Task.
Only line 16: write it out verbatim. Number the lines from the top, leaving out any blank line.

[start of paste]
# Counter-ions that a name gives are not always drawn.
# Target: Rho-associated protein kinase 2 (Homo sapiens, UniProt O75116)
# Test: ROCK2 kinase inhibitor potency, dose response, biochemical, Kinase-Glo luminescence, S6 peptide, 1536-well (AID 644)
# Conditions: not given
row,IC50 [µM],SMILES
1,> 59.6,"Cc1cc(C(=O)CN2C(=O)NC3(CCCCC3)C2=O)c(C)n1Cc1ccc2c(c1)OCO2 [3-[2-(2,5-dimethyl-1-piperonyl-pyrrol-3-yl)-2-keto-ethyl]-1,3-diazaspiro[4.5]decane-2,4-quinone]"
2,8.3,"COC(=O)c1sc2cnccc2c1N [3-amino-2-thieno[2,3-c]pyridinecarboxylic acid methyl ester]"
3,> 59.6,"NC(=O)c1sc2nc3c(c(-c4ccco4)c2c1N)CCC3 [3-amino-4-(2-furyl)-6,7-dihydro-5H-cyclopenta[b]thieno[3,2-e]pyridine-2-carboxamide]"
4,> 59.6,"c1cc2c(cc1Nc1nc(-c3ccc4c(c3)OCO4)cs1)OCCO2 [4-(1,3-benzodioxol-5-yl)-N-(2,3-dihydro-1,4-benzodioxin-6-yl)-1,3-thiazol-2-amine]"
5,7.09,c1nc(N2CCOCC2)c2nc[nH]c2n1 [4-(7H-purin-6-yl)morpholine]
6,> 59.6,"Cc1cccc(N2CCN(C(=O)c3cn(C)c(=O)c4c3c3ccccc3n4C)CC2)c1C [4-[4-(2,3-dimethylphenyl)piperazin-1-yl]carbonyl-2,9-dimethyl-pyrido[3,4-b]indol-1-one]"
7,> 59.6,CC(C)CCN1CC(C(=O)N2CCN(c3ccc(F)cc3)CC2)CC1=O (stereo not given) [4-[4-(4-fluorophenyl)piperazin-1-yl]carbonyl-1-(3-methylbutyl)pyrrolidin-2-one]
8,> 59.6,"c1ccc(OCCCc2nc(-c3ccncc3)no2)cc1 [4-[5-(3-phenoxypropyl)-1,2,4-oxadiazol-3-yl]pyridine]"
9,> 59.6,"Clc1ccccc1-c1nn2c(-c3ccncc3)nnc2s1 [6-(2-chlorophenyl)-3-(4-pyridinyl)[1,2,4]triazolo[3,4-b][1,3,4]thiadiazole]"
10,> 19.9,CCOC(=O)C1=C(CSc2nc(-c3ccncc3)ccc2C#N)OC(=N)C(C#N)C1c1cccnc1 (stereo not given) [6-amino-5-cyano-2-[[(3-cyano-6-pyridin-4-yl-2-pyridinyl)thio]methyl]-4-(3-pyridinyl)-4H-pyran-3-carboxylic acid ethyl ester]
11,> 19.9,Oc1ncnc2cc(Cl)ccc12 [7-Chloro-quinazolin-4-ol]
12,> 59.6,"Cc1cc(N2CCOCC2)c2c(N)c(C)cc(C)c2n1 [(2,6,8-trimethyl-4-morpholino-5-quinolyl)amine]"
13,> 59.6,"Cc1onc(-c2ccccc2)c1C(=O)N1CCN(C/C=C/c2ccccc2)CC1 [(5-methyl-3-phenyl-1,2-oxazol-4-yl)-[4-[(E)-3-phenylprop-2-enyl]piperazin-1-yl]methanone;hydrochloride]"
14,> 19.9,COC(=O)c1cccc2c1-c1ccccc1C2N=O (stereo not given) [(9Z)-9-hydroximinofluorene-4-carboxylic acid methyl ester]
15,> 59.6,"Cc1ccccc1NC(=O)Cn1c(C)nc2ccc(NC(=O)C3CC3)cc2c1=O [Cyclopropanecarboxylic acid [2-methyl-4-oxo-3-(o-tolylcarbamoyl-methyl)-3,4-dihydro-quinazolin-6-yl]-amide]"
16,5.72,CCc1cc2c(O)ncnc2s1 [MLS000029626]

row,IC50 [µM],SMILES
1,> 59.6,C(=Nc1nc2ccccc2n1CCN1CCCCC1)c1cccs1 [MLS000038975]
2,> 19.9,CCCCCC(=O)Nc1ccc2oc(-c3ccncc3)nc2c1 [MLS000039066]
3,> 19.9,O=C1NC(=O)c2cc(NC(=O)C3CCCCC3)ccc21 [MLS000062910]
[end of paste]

11,> 19.9,Oc1ncnc2cc(Cl)ccc12 [7-Chloro-quinazolin-4-ol]